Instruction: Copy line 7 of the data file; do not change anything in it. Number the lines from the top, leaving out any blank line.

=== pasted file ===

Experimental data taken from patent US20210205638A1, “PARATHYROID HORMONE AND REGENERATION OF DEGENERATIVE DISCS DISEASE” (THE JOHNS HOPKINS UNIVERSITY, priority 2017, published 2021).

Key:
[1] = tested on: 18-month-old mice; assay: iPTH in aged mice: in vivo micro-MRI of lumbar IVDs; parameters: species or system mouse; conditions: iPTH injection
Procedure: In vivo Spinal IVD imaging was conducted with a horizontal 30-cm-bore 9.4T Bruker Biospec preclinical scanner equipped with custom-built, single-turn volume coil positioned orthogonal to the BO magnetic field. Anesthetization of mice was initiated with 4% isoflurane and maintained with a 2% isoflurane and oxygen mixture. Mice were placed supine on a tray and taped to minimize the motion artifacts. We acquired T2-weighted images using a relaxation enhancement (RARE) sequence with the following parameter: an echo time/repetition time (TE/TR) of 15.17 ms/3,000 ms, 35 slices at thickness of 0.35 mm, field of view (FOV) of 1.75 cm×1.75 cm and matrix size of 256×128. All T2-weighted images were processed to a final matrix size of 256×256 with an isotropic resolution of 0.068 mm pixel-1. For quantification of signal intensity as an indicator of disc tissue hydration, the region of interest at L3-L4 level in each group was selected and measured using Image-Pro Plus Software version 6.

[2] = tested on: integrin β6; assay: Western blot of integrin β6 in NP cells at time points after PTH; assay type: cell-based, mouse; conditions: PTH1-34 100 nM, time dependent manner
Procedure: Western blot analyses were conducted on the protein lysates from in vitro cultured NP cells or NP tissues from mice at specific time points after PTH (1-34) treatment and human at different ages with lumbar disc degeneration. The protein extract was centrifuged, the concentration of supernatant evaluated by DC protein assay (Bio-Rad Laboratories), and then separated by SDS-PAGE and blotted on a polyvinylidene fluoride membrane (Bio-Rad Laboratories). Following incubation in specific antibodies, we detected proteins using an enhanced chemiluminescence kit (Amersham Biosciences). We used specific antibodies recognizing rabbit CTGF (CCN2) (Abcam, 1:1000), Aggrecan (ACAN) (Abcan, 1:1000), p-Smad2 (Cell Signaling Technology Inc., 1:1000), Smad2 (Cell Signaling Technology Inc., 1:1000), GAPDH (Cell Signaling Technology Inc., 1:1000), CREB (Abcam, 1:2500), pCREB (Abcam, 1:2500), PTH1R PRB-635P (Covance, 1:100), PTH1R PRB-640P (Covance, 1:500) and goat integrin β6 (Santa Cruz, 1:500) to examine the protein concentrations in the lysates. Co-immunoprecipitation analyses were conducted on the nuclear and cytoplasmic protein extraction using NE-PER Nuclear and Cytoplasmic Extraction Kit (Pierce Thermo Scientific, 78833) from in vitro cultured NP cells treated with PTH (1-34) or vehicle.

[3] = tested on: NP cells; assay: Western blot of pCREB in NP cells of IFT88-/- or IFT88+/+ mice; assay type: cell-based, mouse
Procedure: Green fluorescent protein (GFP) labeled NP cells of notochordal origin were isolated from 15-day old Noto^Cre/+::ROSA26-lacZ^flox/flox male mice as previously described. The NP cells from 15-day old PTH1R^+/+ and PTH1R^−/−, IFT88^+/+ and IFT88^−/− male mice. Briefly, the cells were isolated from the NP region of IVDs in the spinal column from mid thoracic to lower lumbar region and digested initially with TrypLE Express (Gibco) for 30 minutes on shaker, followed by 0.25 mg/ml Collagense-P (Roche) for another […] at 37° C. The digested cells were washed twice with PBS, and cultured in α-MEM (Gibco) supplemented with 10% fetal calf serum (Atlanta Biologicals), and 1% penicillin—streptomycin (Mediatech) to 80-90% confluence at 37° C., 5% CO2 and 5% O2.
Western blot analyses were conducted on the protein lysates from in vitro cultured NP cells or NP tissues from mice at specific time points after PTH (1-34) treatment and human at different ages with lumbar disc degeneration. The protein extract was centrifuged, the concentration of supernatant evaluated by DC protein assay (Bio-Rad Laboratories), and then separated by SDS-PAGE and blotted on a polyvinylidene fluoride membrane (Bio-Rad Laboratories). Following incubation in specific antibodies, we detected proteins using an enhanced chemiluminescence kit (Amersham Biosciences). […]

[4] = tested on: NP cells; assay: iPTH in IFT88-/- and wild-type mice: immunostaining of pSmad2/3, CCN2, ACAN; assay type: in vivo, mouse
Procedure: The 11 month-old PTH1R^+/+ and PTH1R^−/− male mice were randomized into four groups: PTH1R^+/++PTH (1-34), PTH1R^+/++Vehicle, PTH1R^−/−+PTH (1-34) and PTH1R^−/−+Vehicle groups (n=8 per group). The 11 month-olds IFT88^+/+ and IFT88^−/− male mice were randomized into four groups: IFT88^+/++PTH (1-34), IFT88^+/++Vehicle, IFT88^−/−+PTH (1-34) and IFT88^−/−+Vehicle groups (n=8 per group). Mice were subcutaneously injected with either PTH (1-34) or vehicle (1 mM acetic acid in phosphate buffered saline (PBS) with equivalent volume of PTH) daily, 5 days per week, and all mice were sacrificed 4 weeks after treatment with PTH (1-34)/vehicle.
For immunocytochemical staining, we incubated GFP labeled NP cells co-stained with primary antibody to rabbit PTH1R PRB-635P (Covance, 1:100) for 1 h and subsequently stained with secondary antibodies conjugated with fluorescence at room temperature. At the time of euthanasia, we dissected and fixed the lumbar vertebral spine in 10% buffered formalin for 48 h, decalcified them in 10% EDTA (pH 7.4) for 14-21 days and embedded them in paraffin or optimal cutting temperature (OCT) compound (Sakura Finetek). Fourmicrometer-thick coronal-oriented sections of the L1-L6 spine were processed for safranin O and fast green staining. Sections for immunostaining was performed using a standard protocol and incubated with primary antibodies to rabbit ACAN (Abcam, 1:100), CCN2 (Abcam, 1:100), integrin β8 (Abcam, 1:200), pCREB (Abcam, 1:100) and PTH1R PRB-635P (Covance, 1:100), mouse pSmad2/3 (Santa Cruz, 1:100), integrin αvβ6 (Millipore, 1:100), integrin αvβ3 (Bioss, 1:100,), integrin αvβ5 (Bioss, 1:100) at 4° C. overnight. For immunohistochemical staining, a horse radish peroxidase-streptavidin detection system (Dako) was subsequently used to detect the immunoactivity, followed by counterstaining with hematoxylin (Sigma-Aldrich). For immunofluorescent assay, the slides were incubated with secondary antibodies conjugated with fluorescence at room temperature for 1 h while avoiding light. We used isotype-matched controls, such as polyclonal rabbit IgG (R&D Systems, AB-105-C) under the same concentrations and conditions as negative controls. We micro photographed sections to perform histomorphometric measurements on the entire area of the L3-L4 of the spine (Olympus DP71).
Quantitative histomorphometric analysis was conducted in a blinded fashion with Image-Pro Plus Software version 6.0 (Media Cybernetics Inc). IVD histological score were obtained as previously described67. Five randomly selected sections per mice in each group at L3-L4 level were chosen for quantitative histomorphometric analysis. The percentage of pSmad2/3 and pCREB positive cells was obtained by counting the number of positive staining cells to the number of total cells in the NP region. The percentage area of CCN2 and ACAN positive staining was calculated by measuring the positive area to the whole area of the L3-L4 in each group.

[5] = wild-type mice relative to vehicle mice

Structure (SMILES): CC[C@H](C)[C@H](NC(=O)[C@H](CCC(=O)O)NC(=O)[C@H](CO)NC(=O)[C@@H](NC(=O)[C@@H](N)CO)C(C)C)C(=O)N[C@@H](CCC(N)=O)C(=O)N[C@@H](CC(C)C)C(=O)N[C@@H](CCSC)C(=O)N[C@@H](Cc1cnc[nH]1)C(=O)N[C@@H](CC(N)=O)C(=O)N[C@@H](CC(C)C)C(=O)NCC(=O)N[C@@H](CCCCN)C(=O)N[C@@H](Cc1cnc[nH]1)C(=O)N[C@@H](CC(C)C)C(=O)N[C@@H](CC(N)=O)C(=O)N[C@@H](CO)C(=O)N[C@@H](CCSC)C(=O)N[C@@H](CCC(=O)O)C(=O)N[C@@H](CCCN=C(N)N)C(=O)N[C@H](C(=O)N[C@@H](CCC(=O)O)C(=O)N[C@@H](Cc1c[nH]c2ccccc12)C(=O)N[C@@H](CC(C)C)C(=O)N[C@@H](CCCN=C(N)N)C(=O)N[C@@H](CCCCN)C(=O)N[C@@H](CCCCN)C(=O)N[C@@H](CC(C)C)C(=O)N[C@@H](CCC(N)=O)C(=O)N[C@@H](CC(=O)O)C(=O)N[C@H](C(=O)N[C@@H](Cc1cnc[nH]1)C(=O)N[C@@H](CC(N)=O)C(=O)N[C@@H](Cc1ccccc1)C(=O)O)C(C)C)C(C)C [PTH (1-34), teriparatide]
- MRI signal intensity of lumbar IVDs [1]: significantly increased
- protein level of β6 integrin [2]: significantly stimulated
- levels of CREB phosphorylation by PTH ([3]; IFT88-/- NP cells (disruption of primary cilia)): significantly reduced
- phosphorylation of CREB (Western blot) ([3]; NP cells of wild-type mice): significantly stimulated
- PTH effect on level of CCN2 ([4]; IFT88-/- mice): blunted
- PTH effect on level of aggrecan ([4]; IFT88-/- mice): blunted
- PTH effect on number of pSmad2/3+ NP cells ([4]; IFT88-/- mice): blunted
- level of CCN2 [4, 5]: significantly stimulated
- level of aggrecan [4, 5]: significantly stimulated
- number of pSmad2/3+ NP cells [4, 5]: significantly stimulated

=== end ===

[3] = tested on: NP cells; assay: Western blot of pCREB in NP cells of IFT88-/- or IFT88+/+ mice; assay type: cell-based, mouse